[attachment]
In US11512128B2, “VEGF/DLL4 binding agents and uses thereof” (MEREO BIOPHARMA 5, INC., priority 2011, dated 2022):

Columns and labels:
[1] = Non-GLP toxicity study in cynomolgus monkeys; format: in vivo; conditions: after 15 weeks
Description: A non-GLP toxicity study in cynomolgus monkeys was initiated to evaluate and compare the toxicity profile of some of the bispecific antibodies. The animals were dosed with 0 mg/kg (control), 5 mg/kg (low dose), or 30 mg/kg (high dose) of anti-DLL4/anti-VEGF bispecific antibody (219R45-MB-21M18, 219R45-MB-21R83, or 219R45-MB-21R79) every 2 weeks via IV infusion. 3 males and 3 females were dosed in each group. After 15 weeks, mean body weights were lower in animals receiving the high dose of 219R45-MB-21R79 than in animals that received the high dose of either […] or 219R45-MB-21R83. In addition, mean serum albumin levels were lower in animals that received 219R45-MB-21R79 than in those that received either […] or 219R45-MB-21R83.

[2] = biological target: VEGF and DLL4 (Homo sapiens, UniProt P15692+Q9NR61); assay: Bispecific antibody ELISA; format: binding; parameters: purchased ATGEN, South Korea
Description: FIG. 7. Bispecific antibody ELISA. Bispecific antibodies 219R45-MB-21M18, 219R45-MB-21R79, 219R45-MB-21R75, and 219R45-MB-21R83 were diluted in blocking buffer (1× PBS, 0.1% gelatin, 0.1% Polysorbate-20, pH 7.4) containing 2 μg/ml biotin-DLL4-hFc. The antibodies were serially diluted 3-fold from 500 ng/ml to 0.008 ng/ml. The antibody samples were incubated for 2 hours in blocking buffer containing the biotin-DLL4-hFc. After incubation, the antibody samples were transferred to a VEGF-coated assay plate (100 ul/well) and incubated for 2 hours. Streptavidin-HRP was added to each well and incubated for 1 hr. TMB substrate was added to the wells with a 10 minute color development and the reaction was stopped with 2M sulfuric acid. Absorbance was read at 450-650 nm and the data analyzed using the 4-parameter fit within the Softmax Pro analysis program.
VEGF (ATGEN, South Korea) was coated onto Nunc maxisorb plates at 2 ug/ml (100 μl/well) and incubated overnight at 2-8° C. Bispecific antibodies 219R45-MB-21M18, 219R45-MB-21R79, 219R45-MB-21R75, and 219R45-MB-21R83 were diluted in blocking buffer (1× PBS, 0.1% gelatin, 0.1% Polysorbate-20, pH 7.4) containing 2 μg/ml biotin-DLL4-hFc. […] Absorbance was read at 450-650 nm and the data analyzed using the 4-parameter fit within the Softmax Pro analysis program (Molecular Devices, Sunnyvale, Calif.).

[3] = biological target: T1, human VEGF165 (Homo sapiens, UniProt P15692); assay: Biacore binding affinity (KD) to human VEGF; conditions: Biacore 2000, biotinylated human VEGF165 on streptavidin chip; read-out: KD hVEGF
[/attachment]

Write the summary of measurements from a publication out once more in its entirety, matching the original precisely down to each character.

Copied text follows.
In US11512128B2, “VEGF/DLL4 binding agents and uses thereof” (MEREO BIOPHARMA 5, INC., priority 2011, dated 2022):

Columns and labels:
[1] = Non-GLP toxicity study in cynomolgus monkeys; format: in vivo; conditions: after 15 weeks
Description: A non-GLP toxicity study in cynomolgus monkeys was initiated to evaluate and compare the toxicity profile of some of the bispecific antibodies. The animals were dosed with 0 mg/kg (control), 5 mg/kg (low dose), or 30 mg/kg (high dose) of anti-DLL4/anti-VEGF bispecific antibody (219R45-MB-21M18, 219R45-MB-21R83, or 219R45-MB-21R79) every 2 weeks via IV infusion. 3 males and 3 females were dosed in each group. After 15 weeks, mean body weights were lower in animals receiving the high dose of 219R45-MB-21R79 than in animals that received the high dose of either […] or 219R45-MB-21R83. In addition, mean serum albumin levels were lower in animals that received 219R45-MB-21R79 than in those that received either […] or 219R45-MB-21R83.

[2] = biological target: VEGF and DLL4 (Homo sapiens, UniProt P15692+Q9NR61); assay: Bispecific antibody ELISA; format: binding; parameters: purchased ATGEN, South Korea
Description: FIG. 7. Bispecific antibody ELISA. Bispecific antibodies 219R45-MB-21M18, 219R45-MB-21R79, 219R45-MB-21R75, and 219R45-MB-21R83 were diluted in blocking buffer (1× PBS, 0.1% gelatin, 0.1% Polysorbate-20, pH 7.4) containing 2 μg/ml biotin-DLL4-hFc. The antibodies were serially diluted 3-fold from 500 ng/ml to 0.008 ng/ml. The antibody samples were incubated for 2 hours in blocking buffer containing the biotin-DLL4-hFc. After incubation, the antibody samples were transferred to a VEGF-coated assay plate (100 ul/well) and incubated for 2 hours. Streptavidin-HRP was added to each well and incubated for 1 hr. TMB substrate was added to the wells with a 10 minute color development and the reaction was stopped with 2M sulfuric acid. Absorbance was read at 450-650 nm and the data analyzed using the 4-parameter fit within the Softmax Pro analysis program.
VEGF (ATGEN, South Korea) was coated onto Nunc maxisorb plates at 2 ug/ml (100 μl/well) and incubated overnight at 2-8° C. Bispecific antibodies 219R45-MB-21M18, 219R45-MB-21R79, 219R45-MB-21R75, and 219R45-MB-21R83 were diluted in blocking buffer (1× PBS, 0.1% gelatin, 0.1% Polysorbate-20, pH 7.4) containing 2 μg/ml biotin-DLL4-hFc. […] Absorbance was read at 450-650 nm and the data analyzed using the 4-parameter fit within the Softmax Pro analysis program (Molecular Devices, Sunnyvale, Calif.).

[3] = biological target: T1, human VEGF165 (Homo sapiens, UniProt P15692); assay: Biacore binding affinity (KD) to human VEGF; conditions: Biacore 2000, biotinylated human VEGF165 on streptavidin chip; read-out: KD hVEGF